European Union (Impact on Education of Withdrawal)

– in the Scottish Parliament on 16 March 2016.

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Photo of Christina McKelvie Christina McKelvie Scottish National Party

7. To ask the Scottish Government what analysis it has carried out of the potential impact on education in Scotland of the United Kingdom withdrawing from the EU. (S4O-05662)

Photo of Angela Constance Angela Constance Scottish National Party

The Scottish Government believes that European Union membership is in the best interests of Scotland and the rest of the United Kingdom. We will focus our resources on continuing to make the strongest case possible for a vote to remain in the EU.

Last month, 103 university leaders across the UK urged the public

“to consider the vital role the EU plays in supporting our world-class universities”.

Eleven of the signatories to that letter were from universities in Scotland.

An analysis that was published by the Centre for Economics and Business Research in March 2014 estimated that, in 2011, approximately 336,000 jobs in Scotland were associated with exports to the EU, of which around 6,000 were associated with education.

Through the horizon 2020 programme, organisations in Scotland have secured €158 million in research and innovation funding. Other benefits of EU membership for our education sector include life-changing opportunities abroad for our students and researchers, and support for international collaboration—for example, through the Erasmus+ programme.

Photo of Christina McKelvie Christina McKelvie Scottish National Party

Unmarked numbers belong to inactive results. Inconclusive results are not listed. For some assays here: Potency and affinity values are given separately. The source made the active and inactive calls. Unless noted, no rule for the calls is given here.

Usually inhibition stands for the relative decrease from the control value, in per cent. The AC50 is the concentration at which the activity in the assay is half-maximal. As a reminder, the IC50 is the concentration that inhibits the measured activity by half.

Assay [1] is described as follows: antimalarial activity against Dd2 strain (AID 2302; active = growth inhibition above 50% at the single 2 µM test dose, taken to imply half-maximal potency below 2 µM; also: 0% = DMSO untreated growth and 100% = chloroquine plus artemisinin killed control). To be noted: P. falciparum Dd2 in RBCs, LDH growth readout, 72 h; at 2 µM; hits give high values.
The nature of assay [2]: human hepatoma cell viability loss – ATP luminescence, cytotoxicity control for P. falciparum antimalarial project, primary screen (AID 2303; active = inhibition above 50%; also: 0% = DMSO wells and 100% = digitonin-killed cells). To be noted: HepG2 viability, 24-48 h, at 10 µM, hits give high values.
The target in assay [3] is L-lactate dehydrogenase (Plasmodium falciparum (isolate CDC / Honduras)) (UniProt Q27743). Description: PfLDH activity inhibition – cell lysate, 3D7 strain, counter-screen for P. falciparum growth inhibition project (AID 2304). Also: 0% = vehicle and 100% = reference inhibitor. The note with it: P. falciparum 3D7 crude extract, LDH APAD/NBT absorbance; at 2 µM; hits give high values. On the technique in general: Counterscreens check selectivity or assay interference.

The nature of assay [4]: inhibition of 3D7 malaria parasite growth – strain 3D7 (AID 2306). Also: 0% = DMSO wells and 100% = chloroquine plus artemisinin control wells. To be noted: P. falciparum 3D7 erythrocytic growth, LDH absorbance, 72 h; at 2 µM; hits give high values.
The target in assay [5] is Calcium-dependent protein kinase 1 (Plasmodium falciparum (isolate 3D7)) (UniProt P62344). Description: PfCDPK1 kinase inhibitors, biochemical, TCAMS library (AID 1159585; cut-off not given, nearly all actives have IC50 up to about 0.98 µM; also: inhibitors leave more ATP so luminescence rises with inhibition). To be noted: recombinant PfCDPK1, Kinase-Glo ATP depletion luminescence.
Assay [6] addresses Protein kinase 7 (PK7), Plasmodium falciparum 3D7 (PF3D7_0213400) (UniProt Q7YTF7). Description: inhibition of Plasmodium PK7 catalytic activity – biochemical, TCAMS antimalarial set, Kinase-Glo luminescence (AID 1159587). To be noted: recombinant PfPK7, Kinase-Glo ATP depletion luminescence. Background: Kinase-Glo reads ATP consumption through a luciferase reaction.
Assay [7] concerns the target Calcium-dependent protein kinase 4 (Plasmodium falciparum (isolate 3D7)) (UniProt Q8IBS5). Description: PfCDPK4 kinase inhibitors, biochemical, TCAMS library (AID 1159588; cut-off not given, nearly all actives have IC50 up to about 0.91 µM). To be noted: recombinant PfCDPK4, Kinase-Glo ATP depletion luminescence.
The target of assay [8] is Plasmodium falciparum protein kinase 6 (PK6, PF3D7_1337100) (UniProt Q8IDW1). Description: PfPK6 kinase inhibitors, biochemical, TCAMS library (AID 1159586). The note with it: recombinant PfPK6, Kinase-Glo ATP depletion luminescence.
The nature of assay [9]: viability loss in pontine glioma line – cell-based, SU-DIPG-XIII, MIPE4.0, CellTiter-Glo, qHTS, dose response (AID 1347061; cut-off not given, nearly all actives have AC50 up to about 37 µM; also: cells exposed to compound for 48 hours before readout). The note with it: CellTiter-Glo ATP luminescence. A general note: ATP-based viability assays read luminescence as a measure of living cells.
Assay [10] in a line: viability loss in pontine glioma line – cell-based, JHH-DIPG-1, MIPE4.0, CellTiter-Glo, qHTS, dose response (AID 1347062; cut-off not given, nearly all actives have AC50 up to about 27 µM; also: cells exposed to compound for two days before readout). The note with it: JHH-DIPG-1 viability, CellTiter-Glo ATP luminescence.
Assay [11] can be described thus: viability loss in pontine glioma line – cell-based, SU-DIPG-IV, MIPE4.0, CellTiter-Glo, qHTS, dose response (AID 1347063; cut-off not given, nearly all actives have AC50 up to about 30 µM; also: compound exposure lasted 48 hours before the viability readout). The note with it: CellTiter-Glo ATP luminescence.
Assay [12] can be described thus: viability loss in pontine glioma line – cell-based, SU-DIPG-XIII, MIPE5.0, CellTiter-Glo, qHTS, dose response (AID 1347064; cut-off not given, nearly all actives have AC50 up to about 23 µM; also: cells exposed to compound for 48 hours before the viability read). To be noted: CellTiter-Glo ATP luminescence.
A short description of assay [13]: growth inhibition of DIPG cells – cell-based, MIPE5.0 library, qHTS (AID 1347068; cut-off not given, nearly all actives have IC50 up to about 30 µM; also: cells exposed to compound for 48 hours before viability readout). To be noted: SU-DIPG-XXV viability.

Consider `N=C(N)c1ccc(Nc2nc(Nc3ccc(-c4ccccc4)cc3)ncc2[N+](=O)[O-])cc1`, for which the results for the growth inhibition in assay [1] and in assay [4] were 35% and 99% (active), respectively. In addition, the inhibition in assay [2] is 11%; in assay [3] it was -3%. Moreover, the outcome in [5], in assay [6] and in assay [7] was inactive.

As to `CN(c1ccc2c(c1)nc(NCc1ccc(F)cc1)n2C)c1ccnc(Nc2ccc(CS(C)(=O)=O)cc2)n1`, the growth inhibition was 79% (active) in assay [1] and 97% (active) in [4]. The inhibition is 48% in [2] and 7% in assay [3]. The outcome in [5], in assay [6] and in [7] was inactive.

The cabinet secretary will be aware that it was our very own Madame Ecosse, Winnie Ewing, who helped to set up the original Erasmus programme. The cabinet secretary referred to students travelling and studying abroad. Is she as concerned as I am that a withdrawal from the EU might put at risk our participation in that programme?

Photo of Angela Constance Angela Constance Scottish National Party

Yes—I too acknowledge the work of the former Scottish National Party member of the European Parliament Winnie Ewing, and I share the concerns that the member has articulated. Scotland’s participation in the new Erasmus programme for 2014 to 2020 is in line with our aspirations to increase student and staff mobility and to promote Scotland as a learning nation.

Last year, 151 projects based in Scotland—in schools, higher education, vocational education and training, and youth and adult education—were awarded funds to a total value of almost €13 million, or 11.5 per cent of the UK Erasmus+ budget, so we are punching above our weight to secure a strong share of those funds.